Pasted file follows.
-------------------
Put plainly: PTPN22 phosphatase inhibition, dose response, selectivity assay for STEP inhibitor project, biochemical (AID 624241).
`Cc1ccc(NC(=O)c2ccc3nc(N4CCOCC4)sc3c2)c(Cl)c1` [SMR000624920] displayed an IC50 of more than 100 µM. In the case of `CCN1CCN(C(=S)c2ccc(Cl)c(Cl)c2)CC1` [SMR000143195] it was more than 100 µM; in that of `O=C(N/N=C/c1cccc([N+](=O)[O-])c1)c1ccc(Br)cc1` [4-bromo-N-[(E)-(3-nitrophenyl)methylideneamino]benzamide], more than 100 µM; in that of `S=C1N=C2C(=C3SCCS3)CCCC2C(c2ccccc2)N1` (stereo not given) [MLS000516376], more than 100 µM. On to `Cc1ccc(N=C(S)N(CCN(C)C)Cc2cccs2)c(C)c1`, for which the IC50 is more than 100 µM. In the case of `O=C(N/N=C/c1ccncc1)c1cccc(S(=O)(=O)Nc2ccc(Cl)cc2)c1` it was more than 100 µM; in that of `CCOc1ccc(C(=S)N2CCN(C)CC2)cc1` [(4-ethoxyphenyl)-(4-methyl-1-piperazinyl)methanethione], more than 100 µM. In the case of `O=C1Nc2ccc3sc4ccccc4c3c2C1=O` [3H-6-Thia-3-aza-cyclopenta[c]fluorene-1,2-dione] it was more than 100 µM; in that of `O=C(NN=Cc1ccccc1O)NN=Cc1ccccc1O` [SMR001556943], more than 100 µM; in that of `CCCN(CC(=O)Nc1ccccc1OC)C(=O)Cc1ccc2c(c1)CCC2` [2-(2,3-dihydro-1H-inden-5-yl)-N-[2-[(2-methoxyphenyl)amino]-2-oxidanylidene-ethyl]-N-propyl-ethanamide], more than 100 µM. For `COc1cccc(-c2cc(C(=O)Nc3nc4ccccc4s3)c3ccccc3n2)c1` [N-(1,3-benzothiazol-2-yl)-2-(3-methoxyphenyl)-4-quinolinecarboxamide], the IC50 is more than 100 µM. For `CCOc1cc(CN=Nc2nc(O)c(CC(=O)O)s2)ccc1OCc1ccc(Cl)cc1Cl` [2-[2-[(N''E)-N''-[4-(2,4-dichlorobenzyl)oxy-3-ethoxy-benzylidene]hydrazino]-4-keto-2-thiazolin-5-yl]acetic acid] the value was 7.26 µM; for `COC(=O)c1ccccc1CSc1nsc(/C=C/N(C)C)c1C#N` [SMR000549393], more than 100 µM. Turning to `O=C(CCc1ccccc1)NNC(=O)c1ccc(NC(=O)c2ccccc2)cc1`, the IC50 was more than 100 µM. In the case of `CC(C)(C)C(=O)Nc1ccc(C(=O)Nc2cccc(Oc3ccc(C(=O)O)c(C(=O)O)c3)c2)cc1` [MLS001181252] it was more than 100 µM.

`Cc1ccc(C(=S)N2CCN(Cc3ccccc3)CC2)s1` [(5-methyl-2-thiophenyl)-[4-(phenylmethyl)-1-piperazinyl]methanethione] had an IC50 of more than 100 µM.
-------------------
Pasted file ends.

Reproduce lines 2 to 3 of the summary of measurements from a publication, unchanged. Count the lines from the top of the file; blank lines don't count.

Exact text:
`Cc1ccc(NC(=O)c2ccc3nc(N4CCOCC4)sc3c2)c(Cl)c1` [SMR000624920] displayed an IC50 of more than 100 µM. In the case of `CCN1CCN(C(=S)c2ccc(Cl)c(Cl)c2)CC1` [SMR000143195] it was more than 100 µM; in that of `O=C(N/N=C/c1cccc([N+](=O)[O-])c1)c1ccc(Br)cc1` [4-bromo-N-[(E)-(3-nitrophenyl)methylideneamino]benzamide], more than 100 µM; in that of `S=C1N=C2C(=C3SCCS3)CCCC2C(c2ccccc2)N1` (stereo not given) [MLS000516376], more than 100 µM. On to `Cc1ccc(N=C(S)N(CCN(C)C)Cc2cccs2)c(C)c1`, for which the IC50 is more than 100 µM. In the case of `O=C(N/N=C/c1ccncc1)c1cccc(S(=O)(=O)Nc2ccc(Cl)cc2)c1` it was more than 100 µM; in that of `CCOc1ccc(C(=S)N2CCN(C)CC2)cc1` [(4-ethoxyphenyl)-(4-methyl-1-piperazinyl)methanethione], more than 100 µM. In the case of `O=C1Nc2ccc3sc4ccccc4c3c2C1=O` [3H-6-Thia-3-aza-cyclopenta[c]fluorene-1,2-dione] it was more than 100 µM; in that of `O=C(NN=Cc1ccccc1O)NN=Cc1ccccc1O` [SMR001556943], more than 100 µM; in that of `CCCN(CC(=O)Nc1ccccc1OC)C(=O)Cc1ccc2c(c1)CCC2` [2-(2,3-dihydro-1H-inden-5-yl)-N-[2-[(2-methoxyphenyl)amino]-2-oxidanylidene-ethyl]-N-propyl-ethanamide], more than 100 µM. For `COc1cccc(-c2cc(C(=O)Nc3nc4ccccc4s3)c3ccccc3n2)c1` [N-(1,3-benzothiazol-2-yl)-2-(3-methoxyphenyl)-4-quinolinecarboxamide], the IC50 is more than 100 µM. For `CCOc1cc(CN=Nc2nc(O)c(CC(=O)O)s2)ccc1OCc1ccc(Cl)cc1Cl` [2-[2-[(N''E)-N''-[4-(2,4-dichlorobenzyl)oxy-3-ethoxy-benzylidene]hydrazino]-4-keto-2-thiazolin-5-yl]acetic acid] the value was 7.26 µM; for `COC(=O)c1ccccc1CSc1nsc(/C=C/N(C)C)c1C#N` [SMR000549393], more than 100 µM. Turning to `O=C(CCc1ccccc1)NNC(=O)c1ccc(NC(=O)c2ccccc2)cc1`, the IC50 was more than 100 µM. In the case of `CC(C)(C)C(=O)Nc1ccc(C(=O)Nc2cccc(Oc3ccc(C(=O)O)c(C(=O)O)c3)c2)cc1` [MLS001181252] it was more than 100 µM.

`Cc1ccc(C(=S)N2CCN(Cc3ccccc3)CC2)s1` [(5-methyl-2-thiophenyl)-[4-(phenylmethyl)-1-piperazinyl]methanethione] had an IC50 of more than 100 µM.